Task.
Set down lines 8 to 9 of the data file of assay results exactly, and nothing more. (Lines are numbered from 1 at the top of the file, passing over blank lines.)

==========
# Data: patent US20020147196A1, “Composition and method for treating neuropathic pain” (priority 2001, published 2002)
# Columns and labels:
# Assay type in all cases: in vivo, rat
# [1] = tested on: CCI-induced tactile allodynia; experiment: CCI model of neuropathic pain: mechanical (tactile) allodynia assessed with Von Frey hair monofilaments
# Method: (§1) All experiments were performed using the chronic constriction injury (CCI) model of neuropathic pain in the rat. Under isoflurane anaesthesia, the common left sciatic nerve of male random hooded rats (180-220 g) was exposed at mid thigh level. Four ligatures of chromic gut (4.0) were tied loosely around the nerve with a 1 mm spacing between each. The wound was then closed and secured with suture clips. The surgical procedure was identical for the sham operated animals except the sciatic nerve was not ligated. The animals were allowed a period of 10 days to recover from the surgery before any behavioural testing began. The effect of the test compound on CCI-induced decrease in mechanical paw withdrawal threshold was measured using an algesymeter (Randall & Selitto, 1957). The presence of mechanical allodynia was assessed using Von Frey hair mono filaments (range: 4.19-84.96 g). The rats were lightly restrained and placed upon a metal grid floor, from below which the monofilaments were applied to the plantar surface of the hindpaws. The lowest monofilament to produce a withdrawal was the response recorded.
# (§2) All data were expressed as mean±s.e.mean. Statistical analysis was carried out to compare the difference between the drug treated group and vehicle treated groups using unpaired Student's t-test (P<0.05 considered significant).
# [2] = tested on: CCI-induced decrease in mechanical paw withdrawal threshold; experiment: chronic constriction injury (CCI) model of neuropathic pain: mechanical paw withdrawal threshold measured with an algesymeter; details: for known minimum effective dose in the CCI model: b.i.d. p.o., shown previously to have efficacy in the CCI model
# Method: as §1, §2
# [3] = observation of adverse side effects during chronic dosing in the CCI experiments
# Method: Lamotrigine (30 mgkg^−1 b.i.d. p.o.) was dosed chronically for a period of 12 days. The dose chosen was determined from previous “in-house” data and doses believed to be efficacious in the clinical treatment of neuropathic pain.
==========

# Method: as §1, §2
# [3] = observation of adverse side effects during chronic dosing in the CCI experiments